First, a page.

Finally, I don't think enough can be said for the impact Scream has had on the modern slasher. Sure, it is very heavily influenced by Halloween, but it kickstarted the genre in much the same way that Halloween birthed in back in '78.

Author:  Luke [ Mon May 31, 2004 10:10 am ]
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I haven't seen too many from the list, but those that I have (Alien, American Werewolf, The Shining, Psycho), I have enjoyed quite a bit.

Author:  Ludwig Von Drake [ Mon May 31, 2004 10:15 am ]
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Bride of Frankenstein was excellent and I loved Dr. Pretorias as well as Boris Karloff's playing of the Monster. The only other film from the list I have seen is The Ring which didn't seem scary to me just a litle weird. (Though it might be becuase I saw the edited airplane version first then the unedited one).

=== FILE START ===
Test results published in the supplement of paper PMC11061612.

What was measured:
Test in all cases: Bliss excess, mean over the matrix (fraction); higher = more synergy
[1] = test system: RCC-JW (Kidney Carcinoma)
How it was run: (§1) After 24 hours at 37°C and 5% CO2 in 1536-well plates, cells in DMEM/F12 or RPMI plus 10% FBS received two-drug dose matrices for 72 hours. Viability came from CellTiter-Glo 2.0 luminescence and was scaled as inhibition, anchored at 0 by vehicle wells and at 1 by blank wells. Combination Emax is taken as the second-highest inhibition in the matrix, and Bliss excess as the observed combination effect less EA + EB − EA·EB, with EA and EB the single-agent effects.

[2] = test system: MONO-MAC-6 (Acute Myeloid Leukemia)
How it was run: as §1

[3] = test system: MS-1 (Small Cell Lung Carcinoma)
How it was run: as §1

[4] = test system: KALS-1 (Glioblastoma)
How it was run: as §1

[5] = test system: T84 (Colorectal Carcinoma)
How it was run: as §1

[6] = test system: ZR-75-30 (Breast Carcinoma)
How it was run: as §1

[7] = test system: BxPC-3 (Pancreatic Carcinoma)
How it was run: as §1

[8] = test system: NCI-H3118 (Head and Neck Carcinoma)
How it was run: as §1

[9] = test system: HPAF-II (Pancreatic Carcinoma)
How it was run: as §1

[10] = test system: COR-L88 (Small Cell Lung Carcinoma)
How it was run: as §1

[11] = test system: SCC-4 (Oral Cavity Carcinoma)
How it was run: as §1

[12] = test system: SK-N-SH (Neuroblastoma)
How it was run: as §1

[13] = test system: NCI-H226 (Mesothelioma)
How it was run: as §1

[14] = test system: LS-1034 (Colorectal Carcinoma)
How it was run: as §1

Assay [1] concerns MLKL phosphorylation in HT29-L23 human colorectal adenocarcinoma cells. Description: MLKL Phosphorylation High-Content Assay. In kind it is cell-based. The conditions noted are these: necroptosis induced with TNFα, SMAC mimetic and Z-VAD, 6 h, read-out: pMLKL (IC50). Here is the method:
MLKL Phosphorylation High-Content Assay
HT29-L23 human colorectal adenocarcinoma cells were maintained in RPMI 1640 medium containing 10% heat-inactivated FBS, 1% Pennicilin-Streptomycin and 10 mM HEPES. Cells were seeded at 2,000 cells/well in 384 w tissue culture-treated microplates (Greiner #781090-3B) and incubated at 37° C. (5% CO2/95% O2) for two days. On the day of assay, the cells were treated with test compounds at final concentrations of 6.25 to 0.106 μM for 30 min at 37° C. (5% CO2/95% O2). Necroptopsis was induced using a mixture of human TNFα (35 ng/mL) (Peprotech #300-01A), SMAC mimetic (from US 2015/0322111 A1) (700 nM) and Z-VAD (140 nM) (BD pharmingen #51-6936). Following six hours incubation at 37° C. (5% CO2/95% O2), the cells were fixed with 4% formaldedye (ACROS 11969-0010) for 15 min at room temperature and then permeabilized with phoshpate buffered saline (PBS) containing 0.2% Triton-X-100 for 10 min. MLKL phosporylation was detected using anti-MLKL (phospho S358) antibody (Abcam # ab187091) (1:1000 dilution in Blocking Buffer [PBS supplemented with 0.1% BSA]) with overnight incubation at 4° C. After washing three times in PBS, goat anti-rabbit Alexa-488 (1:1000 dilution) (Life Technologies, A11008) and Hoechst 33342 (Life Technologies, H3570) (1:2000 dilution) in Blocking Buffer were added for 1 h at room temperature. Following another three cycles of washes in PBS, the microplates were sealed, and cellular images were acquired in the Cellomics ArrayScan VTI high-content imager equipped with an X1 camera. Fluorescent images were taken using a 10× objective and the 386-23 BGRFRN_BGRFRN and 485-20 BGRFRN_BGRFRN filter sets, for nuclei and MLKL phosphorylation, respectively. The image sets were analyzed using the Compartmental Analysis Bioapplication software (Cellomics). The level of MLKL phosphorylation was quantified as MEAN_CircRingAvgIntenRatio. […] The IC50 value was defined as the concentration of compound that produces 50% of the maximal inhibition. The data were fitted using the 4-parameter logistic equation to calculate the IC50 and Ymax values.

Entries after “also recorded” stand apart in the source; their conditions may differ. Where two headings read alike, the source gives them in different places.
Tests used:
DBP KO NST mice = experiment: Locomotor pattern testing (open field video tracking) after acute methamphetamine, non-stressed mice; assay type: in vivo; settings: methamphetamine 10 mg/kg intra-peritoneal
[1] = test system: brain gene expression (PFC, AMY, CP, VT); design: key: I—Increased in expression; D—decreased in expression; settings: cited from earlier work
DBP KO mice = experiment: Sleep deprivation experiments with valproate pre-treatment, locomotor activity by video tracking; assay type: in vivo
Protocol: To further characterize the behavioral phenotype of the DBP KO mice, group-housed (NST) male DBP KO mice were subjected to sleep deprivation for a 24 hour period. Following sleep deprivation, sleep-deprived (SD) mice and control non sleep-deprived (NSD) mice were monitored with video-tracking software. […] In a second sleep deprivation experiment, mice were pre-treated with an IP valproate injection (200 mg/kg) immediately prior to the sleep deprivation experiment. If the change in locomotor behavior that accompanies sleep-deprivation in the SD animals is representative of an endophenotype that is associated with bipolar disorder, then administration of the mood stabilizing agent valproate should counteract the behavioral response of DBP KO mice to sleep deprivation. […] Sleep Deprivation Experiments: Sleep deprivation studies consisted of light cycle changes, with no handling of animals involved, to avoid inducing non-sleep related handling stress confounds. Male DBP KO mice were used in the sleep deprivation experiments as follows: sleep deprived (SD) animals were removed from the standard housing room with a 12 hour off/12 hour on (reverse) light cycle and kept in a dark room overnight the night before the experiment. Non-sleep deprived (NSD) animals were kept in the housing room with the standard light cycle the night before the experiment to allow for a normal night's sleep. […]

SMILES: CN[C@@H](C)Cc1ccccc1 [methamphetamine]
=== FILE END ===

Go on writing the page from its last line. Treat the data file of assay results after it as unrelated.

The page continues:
Author:  2099net [ Mon May 31, 2004 10:16 am ]
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And you saw the American version rather than the Japanese original.

Author:  Jack [ Mon May 31, 2004 1:22 pm ]
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Hmm, the only one I've seen from the list is Bride of Frankenstein & Psycho. As some may know, Psycho is my favorite movie of all time, so of course, if I had my own list, it'd be at the top.

It's interesting you debated calling BOF a "horror film" or a "dark comedy," Netty. When you really think about it, it does seem like a dark comedy - its not really scary or even disturbing, with the monster being sympethetic.